Recent Press: PIERRE JAHAN in COLLECTOR DAILY
January 14, 2020 - Loring Knoblauch
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Pierre Jahan is a mid 20th century European photography name that many of us might recognize, but is generally less well known and appreciated here in the United States. The French photographer largely made his mark in the years surrounding World War II with images that oscillated between streetwise documentation and reportage and more overt Surrealism and experimentation, but he also had a longer photographic career that extended to portraiture, nudes, advertising, and book covers. This show essentially provides a whirlwind sampler of Jahan’s output, both ticking off examples from his best known projects and giving us a flavor for his range.
Out in the streets, Jahan had an eye for found oddities and eeriness, with images of peeling posters and mannequins capturing the uncertain anxiety of the times. A series of contact sheets taken at the Louvre are more crisply documentary, noting the careful packing up of artistic treasures like the Mona Lisa and the Winged Victory of Samothrace (in 1939), and then their return and reinstallation (in 1945), reinforcing a national sense of meticulous care and attention for cultural heritage, and bookending the war years. And Jahan’s images of the liberation sit aesthetically somewhere in between, capturing a frightened worm’s eye view of crouching pedestrians as well as turning a fallen column and crushed car into an elegant top down abstraction.
Some of Jahan’s most durably memorable images were made in 1941, of sculptures that had been taken down from public spaces and were slated to be melted down for their metals for the war effort. Jahan apparently snuck into a warehouse where the sculptures were being housed, and made his unsettling pictures. As seen in a handful of prints here, decapitated bodies, severed torsos, screaming faces, and even some writhing alligators are tossed into jumbled piles, the resulting pictures like some vision of the pains of Hell. The photographs were ultimately paired with poems by Jean Cocteau, becoming one of the key photobooks of the war period.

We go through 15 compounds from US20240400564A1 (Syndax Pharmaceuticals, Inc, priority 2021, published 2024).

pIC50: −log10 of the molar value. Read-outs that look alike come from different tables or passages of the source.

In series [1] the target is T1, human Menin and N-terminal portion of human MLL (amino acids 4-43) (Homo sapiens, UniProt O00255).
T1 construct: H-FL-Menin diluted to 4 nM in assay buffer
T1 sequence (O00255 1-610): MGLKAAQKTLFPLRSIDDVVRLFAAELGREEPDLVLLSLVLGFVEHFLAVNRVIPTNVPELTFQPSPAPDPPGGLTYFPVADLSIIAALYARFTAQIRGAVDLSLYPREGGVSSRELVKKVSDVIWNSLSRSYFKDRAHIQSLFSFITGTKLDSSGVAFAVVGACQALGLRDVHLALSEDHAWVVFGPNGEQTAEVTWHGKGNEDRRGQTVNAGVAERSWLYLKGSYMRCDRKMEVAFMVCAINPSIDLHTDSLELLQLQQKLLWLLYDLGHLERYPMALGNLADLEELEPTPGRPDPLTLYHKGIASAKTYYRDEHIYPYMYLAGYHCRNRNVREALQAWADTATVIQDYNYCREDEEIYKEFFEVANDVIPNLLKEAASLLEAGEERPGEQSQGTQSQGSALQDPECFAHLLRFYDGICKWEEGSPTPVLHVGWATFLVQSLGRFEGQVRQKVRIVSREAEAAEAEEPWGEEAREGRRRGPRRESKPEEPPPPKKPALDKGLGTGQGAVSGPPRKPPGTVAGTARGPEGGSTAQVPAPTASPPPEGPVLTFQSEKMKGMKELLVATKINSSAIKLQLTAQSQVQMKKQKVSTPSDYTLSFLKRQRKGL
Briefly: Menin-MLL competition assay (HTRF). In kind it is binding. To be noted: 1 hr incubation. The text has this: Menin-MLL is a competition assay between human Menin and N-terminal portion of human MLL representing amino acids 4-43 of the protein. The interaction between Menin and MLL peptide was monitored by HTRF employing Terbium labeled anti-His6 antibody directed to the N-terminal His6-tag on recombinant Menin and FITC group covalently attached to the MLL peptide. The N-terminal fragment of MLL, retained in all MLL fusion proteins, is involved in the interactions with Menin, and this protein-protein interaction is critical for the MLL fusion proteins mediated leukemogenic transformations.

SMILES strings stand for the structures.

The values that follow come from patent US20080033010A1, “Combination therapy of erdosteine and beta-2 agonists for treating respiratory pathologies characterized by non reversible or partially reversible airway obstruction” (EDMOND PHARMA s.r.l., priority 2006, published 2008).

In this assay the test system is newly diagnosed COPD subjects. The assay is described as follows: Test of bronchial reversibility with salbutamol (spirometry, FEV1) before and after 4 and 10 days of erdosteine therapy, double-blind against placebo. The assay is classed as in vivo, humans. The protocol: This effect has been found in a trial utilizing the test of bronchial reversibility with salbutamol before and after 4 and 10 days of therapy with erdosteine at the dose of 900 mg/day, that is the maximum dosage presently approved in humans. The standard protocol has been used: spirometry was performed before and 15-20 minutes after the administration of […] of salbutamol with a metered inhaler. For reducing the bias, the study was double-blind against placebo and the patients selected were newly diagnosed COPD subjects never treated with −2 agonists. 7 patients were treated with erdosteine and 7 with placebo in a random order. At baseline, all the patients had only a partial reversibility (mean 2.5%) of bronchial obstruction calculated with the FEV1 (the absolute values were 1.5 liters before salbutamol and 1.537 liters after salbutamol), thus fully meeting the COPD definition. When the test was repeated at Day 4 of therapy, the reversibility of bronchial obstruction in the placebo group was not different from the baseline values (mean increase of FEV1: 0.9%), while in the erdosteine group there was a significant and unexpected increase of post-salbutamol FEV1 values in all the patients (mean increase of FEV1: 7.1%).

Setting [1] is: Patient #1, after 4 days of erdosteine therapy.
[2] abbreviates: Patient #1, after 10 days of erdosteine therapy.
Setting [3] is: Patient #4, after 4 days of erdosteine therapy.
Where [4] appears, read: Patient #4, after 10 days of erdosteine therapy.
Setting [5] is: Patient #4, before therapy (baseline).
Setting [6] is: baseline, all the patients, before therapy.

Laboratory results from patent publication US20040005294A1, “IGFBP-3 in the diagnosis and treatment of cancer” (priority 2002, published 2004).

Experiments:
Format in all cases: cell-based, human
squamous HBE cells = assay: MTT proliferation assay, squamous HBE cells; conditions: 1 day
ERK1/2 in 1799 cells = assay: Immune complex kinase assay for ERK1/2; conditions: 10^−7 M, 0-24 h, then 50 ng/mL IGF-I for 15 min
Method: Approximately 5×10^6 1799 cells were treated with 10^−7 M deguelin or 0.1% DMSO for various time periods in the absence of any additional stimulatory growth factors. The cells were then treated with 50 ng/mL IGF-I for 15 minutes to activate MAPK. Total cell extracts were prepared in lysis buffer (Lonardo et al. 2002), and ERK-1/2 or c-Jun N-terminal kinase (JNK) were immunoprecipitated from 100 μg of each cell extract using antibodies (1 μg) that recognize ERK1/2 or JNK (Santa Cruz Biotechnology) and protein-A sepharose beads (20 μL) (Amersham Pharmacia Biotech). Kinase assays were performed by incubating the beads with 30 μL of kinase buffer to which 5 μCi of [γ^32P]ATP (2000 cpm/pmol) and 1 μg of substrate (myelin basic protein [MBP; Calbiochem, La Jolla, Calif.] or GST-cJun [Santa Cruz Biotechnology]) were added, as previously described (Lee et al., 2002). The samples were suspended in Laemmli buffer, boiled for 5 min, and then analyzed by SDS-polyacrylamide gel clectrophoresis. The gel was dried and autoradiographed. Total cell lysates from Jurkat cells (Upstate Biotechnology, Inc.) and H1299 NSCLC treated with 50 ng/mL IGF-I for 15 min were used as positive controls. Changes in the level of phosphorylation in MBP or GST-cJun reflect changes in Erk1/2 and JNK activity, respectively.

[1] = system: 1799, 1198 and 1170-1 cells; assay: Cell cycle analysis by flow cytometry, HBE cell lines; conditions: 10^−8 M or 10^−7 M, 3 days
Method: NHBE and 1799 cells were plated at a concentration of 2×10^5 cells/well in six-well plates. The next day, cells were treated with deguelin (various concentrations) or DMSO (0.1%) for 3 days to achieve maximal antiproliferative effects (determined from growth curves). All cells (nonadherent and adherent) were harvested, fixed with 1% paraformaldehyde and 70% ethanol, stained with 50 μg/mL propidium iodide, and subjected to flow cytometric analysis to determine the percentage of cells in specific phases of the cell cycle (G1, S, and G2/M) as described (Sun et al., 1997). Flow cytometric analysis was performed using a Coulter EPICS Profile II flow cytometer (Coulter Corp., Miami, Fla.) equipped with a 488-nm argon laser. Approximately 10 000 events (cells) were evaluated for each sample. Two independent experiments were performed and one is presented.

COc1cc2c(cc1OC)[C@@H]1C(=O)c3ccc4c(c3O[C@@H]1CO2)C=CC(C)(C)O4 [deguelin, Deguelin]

Surrealism seems to have been a consistent undercurrent to Jahan’s vantage point, and many of the images here push further toward the visualization of unconscious impulses and fears. While a doll’s head hanging by its hair from a nail and a violin sliced in half fit into well worn Surrealist tropes, some of Jahan’s collaged works are more expressively inventive, with flying bodies transformed into birds and an x-ray syringe intertwined with a handgun for effect. Jahan’s later work in the commercial arena also employed these kinds of techniques, in a detective novel cover with radiating target-like circles and a pharmaceutical ad with a transparent glass figure. He also re-imagined sculptural stone faces and bodies, exaggerating their drama or introducing them into street scenes like strangely lithe passersby.
It seems likely that in our current times of puzzlingly malleable truth and simmering anxiety that the Surrealist impulses of the past will have a resurgence, and that photographers like Jahan might be primed for rediscovery or at least renewed interest. This tightly edited survey reminds us of his breadth of vision, the consistent quality of his efforts, and the power of an off-kilter view of unsettled normalcy.
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